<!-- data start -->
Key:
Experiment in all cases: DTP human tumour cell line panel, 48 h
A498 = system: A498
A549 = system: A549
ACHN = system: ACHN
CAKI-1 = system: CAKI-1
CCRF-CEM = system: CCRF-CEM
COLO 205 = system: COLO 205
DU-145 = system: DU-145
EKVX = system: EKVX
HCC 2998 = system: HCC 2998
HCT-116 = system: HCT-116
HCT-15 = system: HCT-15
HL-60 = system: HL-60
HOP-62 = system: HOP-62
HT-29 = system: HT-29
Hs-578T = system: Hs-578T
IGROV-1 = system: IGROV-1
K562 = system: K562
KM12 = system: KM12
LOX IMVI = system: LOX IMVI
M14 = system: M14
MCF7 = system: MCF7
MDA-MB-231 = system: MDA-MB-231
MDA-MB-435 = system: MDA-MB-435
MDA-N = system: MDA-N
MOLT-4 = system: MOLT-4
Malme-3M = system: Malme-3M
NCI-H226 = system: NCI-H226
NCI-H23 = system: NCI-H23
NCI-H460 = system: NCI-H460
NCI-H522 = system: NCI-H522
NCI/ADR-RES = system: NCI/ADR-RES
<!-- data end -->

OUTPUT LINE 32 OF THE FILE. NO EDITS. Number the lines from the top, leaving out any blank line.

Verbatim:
NCI-H522 = system: NCI-H522